New York, NY, November 16, 2020 – The Crowdfunding Professional Association (CfPA) announced today that the U.S. Securities and Exchange Commission (SEC) has amended rules governing crowdfunding under both Regulation A and Regulation Crowdfunding. The CfPA has provided guidance to the SEC regarding these changes since before the bipartisan passage of the governing JOBS Act in 2012.
The changes are intended to make investment crowdfunding rules more effective and accessible for both entrepreneurial issuers and investors. By raising the limits on investments, more people will be allowed to invest more money in these startups. In parallel, the higher limits on fundraising will increase small businesses’ ability to raise capital under these rules.
Some of the most important rule amendments are summarized below:
- raise the offering limit under Regulation Crowdfunding from $1.07 million to $5 million;
- amend the investment limits for investors in Regulation Crowdfunding offerings by:
- removing investment limits for accredited investors; and
- using the greater of their annual income or net worth when calculating the investment limits for non-accredited investors;
- extend for 18 months the existing temporary relief providing an exemption from certain Regulation Crowdfunding financial statement review requirements for issuers raising $250,000 or less;
- permit Regulation Crowdfunding issuers to “test-the-waters” prior to filing an offering document with the Commission in a manner similar to current Regulation A.
- raise the maximum offering amount under Tier 2 of Regulation A from $50 million to $75 million;
- raise the maximum offering amount for secondary sales under Tier 2 of Regulation A from $15 million to $22.5 million;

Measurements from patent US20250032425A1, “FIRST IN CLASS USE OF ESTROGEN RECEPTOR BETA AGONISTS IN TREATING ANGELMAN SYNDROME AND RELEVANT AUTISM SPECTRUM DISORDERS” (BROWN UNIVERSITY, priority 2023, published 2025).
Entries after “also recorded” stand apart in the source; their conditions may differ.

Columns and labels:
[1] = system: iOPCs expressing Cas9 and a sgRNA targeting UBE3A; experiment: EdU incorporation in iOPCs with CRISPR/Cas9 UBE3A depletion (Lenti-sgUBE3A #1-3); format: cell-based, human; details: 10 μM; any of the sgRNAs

- simplify certain requirements for Regulation A offerings and establish greater consistency between Regulation A and registered offerings.
Rule 504 of Regulation D has also been amended to increase the cap on offerings from $5 to $10 million.
Furthermore, the final rule will exempt certain “demo day” communications from being deemed a general solicitation or general advertising.
The final rules are effective 60 days after publication to the federal register. The SEC’s final rule can be found here.
The CfPA is committed to continuing efforts to advocate for amendments that improve access to capital, to democratize investment opportunities traditionally exclusive to wealthy investors and to protect investors.
The Crowdfunding Professional Association (CfPA) is a 501(c)(6) nonprofit trade group established shortly after the signing of the Jumpstart Our Business Startup Act (“JOBS Act”) on April 5, 2012. The CfPA is dedicated to equitably representing the Crowdfunding industry and supporting the Securities and Exchange Commission (SEC) and Financial Industry Regulatory Authority (FINRA) by providing entrepreneurs, investors and industry professionals with education, networking and tools all necessary to cultivate a balanced and healthy ecosystem able to help accelerate capital formation and ensure investor protection.
Crowdfunding Professional Association
Brian Belley, Secretary